- F/V Genius-being refitted by grandson of original owner
- F/V Shenandoah-being restored as a museum piece for the Harbor History Museum
- F/V Supreme-registered in Canada as Supreme No. 1
- F/V Advocator-Sunk in early 2000s in Bellingham
- F/V Veteran-still has permits to fish, but current owner uses it as yacht
- F/V Greyling-registered with state of Alaska as F/V Taylor Maid
- F/V Emancipator-Serves as tender vessel in Friday Harbor for San Juan Island salmon seining
- F/V Avalon-currently resides in Port Townsend, later demolished by state
- F/V Vernon- Active in Puget Sound Seining
Gig Harbor is located at (47.327032, -122.586426).
Gig Harbor has a moderate climate. Moderate summers, rainy springs and autumns, and winter usually around freezing temperature, with occasional snow.
|Climate chart (explanation)|
The Peninsula School District is the district covering the city of Gig Harbor and the Peninsula.
Goodman Middle School
Harbor Ridge Middle School
Key Peninsula Middle School
Kopachuck Middle School
Artondale Elementary School
Discovery Elementary School
Evergreen Elementary School
Harbor Heights Elementary School
Minter Creek Elementary School
Purdy Elementary School
Vaughn Elementary School
Voyager Elementary School
Private Schools in the area
Gig Harbor Academy
Lighthouse Christian School
Hosanna Christian School
Saint Nicks Christian School
|U.S. Decennial Census
As of the census of 2010, there were 7,126 people, 3,291 households, and 1,937 families residing in the city. The population density was 1,197.6 inhabitants per square mile (462.4/km2). There were 3,560 housing units at an average density of 598.3 per square mile (231.0/km2). The racial makeup of the city was 90.2% White, 1.2% African American, 0.6% Native American, 2.4% Asian, 0.5% Pacific Islander, 1.4% from other races, and 3.6% from two or more races. Hispanic or Latino of any race were 5.8% of the population.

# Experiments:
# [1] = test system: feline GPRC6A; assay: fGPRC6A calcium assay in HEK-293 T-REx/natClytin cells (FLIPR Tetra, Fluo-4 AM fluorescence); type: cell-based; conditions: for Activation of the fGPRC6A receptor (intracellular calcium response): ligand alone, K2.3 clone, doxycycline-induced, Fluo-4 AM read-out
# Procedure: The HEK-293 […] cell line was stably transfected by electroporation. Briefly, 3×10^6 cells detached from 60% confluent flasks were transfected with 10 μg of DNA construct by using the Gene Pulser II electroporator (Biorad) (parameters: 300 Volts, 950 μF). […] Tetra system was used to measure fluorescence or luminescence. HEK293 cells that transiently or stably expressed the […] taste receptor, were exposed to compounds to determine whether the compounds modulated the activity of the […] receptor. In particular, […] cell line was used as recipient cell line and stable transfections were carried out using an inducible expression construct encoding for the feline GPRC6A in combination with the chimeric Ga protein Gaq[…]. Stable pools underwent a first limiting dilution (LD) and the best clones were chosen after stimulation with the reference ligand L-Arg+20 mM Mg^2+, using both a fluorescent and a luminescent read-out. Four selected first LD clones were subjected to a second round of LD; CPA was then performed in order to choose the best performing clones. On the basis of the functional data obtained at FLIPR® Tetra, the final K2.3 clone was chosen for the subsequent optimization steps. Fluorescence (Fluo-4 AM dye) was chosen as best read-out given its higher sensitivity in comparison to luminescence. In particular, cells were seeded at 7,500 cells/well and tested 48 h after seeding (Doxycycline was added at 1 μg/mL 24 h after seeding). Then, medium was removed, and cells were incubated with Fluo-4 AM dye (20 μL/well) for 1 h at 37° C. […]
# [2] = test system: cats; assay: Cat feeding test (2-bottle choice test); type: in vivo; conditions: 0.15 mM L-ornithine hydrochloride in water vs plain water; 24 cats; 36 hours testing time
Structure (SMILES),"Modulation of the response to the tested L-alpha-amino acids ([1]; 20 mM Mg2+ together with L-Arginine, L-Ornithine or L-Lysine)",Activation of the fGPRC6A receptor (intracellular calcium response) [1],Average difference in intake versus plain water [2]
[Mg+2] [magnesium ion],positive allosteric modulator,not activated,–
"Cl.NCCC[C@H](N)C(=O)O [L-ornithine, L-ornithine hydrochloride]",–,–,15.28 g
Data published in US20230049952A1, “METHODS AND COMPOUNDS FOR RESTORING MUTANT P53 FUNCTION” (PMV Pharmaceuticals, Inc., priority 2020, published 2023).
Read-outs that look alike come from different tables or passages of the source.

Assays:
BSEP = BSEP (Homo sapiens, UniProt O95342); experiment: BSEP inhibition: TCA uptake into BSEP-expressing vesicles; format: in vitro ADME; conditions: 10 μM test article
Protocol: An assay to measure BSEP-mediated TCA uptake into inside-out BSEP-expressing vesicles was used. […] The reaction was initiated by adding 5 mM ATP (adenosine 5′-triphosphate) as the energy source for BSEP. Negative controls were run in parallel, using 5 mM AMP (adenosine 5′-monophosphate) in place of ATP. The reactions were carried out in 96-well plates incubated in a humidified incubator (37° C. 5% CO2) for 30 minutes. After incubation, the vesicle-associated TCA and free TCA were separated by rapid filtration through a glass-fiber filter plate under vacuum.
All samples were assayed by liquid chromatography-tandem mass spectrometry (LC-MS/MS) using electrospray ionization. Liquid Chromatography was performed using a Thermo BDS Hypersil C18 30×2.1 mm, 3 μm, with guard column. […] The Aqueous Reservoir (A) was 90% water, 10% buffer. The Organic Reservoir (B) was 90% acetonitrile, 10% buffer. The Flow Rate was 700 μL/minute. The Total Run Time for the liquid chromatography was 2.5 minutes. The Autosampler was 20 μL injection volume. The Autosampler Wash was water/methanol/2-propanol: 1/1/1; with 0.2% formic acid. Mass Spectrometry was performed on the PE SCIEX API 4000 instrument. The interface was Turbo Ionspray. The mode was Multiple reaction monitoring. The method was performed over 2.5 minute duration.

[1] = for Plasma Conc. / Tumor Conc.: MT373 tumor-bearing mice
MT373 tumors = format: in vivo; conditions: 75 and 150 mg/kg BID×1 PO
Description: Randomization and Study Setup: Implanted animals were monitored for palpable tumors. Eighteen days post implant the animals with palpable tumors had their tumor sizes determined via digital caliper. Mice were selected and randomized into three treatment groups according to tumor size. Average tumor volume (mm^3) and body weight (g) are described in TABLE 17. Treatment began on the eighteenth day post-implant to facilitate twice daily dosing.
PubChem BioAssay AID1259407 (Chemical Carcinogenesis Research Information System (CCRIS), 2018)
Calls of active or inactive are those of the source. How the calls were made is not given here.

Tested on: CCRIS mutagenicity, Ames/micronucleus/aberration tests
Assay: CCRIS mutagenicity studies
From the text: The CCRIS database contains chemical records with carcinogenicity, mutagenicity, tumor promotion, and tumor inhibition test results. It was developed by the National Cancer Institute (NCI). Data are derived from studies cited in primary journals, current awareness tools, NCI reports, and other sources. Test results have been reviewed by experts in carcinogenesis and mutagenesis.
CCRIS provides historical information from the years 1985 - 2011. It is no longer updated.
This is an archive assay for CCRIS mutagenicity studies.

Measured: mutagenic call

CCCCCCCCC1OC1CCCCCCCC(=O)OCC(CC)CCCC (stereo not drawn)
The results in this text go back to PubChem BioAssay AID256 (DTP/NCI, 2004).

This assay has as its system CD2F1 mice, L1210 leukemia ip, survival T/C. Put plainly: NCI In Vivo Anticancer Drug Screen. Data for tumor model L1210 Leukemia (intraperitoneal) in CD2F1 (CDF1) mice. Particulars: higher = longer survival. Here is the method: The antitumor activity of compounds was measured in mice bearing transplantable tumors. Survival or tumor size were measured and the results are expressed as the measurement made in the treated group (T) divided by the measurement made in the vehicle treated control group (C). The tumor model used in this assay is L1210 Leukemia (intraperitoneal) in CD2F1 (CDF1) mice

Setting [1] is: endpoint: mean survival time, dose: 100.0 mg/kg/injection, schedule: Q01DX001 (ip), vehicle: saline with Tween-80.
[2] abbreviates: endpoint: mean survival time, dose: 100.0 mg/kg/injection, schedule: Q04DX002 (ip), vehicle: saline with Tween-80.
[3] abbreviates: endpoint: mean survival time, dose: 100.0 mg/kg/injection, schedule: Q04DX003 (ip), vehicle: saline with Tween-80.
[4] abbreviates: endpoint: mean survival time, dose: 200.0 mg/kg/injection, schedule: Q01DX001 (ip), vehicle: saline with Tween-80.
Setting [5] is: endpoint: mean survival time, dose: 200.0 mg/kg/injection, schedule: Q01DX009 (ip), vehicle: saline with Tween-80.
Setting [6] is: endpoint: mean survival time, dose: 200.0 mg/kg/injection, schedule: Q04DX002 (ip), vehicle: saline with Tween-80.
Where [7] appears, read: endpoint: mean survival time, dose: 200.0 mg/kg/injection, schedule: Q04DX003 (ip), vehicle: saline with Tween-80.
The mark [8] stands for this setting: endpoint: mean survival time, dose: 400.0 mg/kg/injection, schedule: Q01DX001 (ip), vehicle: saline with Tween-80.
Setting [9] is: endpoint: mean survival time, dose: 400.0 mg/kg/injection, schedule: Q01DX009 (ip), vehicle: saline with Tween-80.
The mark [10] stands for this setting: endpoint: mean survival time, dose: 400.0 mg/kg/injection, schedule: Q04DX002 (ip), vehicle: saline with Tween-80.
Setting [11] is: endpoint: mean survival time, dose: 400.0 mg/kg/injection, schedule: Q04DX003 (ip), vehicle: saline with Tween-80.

There were 3,291 households of which 22.2% had children under the age of 18 living with them, 46.7% were married couples living together, 9.0% had a female householder with no husband present, 3.1% had a male householder with no wife present, and 41.1% were non-families. 34.2% of all households were made up of individuals and 17.1% had someone living alone who was 65 years of age or older. The average household size was 2.12 and the average family size was 2.69.
The median age in the city was 48.1 years. 18.2% of residents were under the age of 18; 7% were between the ages of 18 and 24; 21% were from 25 to 44; 28.6% were from 45 to 64; and 25.1% were 65 years of age or older. The gender makeup of the city was 46.2% male and 53.8% female.
As of the census of 2000, there were 6,465 people, 2,880 households, and 1,765 families residing in the city. The population density was 1,485.2 people per square mile (573.8/km2). There were 3,085 housing units at an average density of 708.7 per square mile (273.8/km2). The racial makeup of the city was 94.17% White, 1.11% African American, 0.63% Native American, 1.53% Asian, 0.22% Pacific Islander, 0.54% from other races, and 1.79% from two or more races. Hispanic or Latino of any race were 3.03% of the population.
There were 2,880 households out of which 25.1% had children under the age of 18 living with them, 50.0% were married couples living together, 9.0% had a female householder with no husband present, and 38.7% were non-families. 33.2% of all households were made up of individuals and 16.4% had someone living alone who was 65 years of age or older. The average household size was 2.16 and the average family size was 2.75.